Tue | Dec 5, 2023

Filmmaker Adjani Salmon spends mother's mortgage deposit on TV series

Published:Monday | February 26, 2018 | 12:00 AMKimberley Small
(From left) Anyebe Godwin, Dani Moseley, Adjani Salmon, Vanessa Vanderpuye and Tomisin Adebeju.

Weaving between art and his own reality, Jamaican filmmaker Adjani Salmon's creative motivations stem from his own experiences. Now based in the UK, Salmon is poised to flex his creative muscles with the upcoming release of Dreaming Whilst Black a nine-episode long, mini-comedy series produced by 4Quarter Films.

There were enormous hurdles for Salmon to jump during production of the series, particularly in finances.

"By far, the most difficult thing to overcome is reconciling the fact that I've spent my mother's deposit for a mortgage on a web series, without her knowledge," the budding filmmaker tells The Sunday Gleaner.

Dreaming Whilst Black is the first full-length fictional production written by Salmon. It presents the story of a young, passionate, yet naive filmmaker, Kwabena (also played by Salmon), who struggles to navigate between his dreams of being a filmmaker and the reality of trying to be one. Kwabena struggles to balance work, friends, and his relationship, and his efforts are compounded by the pressure from his family to gain financial stability.

During this journey, Kwabena has to question himself, 'What am I willing to sacrifice for my dreams?' And, 'are these sacrifices worth it?'

The premise of Dreaming Whilst Black resembles Salmon's own story, as the budding filmmaker confessed his own failures at the start in producing the work, issues that were unwittingly remedied by his mother.

"I have never stopped believing in the project, but at some point, you have to ask yourself, "is this really worth a house?" Salmon quipped.

"At the time when I started shooting the series, her first question was, 'Where you getting the money from?'", Salmon told The Sunday Gleaner.

Salmon had saved up a reasonable amount of money from working in the art department of major film sets and being commissioned by the British Film Institute.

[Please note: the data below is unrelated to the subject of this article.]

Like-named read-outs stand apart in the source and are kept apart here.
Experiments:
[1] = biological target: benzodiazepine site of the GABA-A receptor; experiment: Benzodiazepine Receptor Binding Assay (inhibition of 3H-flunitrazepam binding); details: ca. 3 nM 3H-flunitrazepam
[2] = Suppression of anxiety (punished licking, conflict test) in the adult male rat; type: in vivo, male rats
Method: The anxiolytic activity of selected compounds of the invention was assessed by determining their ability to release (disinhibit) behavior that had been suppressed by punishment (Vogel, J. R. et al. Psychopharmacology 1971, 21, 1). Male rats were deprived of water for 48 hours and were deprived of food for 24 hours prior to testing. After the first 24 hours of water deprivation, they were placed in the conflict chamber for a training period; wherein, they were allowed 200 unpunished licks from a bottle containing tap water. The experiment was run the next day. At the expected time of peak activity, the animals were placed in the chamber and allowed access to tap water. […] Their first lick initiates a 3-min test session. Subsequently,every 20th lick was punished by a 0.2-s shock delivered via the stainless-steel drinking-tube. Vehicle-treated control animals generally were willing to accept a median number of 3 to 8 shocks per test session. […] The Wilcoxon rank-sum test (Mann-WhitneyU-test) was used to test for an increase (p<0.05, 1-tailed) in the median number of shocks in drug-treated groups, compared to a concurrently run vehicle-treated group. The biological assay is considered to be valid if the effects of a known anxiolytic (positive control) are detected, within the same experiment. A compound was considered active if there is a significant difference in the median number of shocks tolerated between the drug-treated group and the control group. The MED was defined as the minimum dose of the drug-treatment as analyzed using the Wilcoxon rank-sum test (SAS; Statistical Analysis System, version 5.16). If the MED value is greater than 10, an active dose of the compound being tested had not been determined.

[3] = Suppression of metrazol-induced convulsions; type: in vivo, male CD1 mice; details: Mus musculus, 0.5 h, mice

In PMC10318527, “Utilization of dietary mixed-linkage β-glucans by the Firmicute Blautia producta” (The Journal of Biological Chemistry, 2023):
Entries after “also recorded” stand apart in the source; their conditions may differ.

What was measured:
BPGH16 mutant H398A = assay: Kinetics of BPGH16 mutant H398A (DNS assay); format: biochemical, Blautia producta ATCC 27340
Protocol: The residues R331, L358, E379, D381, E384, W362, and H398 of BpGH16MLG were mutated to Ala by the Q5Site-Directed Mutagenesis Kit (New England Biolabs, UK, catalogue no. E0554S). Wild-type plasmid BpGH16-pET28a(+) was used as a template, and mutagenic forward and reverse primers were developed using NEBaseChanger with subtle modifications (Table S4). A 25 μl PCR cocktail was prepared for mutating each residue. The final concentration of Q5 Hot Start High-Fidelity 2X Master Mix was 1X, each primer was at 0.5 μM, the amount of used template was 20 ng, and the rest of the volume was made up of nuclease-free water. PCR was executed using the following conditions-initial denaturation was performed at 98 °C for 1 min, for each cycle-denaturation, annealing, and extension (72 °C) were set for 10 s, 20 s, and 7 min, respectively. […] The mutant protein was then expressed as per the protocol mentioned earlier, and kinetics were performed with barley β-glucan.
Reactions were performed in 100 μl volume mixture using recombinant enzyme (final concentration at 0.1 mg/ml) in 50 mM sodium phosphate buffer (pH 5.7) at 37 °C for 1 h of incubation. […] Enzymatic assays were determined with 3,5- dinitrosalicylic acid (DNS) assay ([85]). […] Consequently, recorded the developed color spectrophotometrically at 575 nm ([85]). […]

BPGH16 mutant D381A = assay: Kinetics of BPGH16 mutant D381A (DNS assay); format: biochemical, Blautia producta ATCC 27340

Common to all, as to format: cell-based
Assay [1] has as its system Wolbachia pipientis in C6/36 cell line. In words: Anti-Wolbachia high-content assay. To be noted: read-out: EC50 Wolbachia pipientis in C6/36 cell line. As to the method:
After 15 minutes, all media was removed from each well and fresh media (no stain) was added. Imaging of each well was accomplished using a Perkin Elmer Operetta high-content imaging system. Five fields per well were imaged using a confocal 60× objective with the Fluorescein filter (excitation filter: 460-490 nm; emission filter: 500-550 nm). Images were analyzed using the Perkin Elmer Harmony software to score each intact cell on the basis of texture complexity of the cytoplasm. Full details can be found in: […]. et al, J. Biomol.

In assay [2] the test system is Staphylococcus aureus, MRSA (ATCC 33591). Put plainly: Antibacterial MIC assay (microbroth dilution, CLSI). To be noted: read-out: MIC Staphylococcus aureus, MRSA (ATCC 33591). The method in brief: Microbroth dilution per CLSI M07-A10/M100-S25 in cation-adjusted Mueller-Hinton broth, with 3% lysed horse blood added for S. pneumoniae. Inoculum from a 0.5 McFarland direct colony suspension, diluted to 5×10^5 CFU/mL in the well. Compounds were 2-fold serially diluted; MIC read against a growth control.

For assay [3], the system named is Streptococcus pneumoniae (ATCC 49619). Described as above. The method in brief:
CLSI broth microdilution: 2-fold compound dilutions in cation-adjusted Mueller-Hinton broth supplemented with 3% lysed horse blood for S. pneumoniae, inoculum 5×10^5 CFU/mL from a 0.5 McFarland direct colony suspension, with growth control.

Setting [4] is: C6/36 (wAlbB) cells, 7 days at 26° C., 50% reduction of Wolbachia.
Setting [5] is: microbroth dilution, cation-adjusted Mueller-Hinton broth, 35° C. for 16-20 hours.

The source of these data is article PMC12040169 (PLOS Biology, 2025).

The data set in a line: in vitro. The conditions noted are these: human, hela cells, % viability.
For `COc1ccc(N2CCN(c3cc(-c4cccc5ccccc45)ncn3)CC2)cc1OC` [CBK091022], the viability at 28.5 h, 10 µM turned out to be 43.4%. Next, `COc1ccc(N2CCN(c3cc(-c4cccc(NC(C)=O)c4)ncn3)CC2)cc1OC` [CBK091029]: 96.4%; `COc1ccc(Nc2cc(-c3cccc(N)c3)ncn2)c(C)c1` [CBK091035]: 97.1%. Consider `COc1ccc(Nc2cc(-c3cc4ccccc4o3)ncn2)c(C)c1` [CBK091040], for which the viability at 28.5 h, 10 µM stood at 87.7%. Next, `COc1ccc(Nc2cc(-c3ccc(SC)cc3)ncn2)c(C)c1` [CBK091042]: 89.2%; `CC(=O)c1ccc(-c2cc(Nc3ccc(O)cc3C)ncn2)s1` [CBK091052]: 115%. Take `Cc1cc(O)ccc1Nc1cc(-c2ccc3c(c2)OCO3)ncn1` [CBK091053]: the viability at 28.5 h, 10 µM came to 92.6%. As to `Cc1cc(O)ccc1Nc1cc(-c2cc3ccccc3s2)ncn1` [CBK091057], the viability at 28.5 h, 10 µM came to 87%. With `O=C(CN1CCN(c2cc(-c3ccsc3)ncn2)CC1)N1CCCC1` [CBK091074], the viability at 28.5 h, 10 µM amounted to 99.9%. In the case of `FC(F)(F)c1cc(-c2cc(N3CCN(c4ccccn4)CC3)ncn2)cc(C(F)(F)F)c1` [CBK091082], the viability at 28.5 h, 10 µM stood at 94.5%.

"So I told her not to worry. Then I finished all my savings after shooting two episodes."

Then Salmon came up with another solution.

"My name is on my mother's bank accounts in England, so I can handle anything that needs to be done here for her. I didn't want to stop shooting because I genuinely believed this show would be my breakout project. I figured if I used the money, I could earn it back in time before she'd decide to buy the house."

"That didn't exactly work out because the more I worked, the more the costs of the show would go up. About six months in, my mum told me she found a house that she wanted to buy. So I had to confess and try to convince her that it was a worthy investment to make. She wasn't exactly convinced, but the money had already been spent, so she said, 'this better work out.'"

Dreaming Whilst Black will be one of the first oeuvres of 4Quarter Films.

"My motivation to make films comes from a more basic motivation, which is to tell stories," Salmon said. He revealed other motivations for the project, one being that he grew frustrated at only seeing 'all-white shows' or minority characters being portrayed in crippling poverty or as criminals. This led him to create a different narrative, of a young black man who is just trying to make his way in the world, a portrayal of 'the majority of us'.

Salmon is an award-winning writer-director who graduated from Met Film School. He created and ran a production company focusing on advertisements, public service announcements, and corporate videos.

In 2013, Adjani dissolved his business and moved to the UK to pursue his master's in film directing.

The premiere of Dreaming Whilst Black is scheduled for March 18 at The Prince Charles Cinema in the UK and is also expected to premiere on the online platform YouTube on the same day as the screening. It is also expected to be followed by a festival circuit and a university tour in the UK.

"For us, having a show that portrays diversity is what we are all about since our directors have such diverse backgrounds. We were incredibly lucky to work with amazing talent and a crew that understood that and helped us bring this vision to life," said the director and CEO of 4Quarter Films, Natasha Jatania.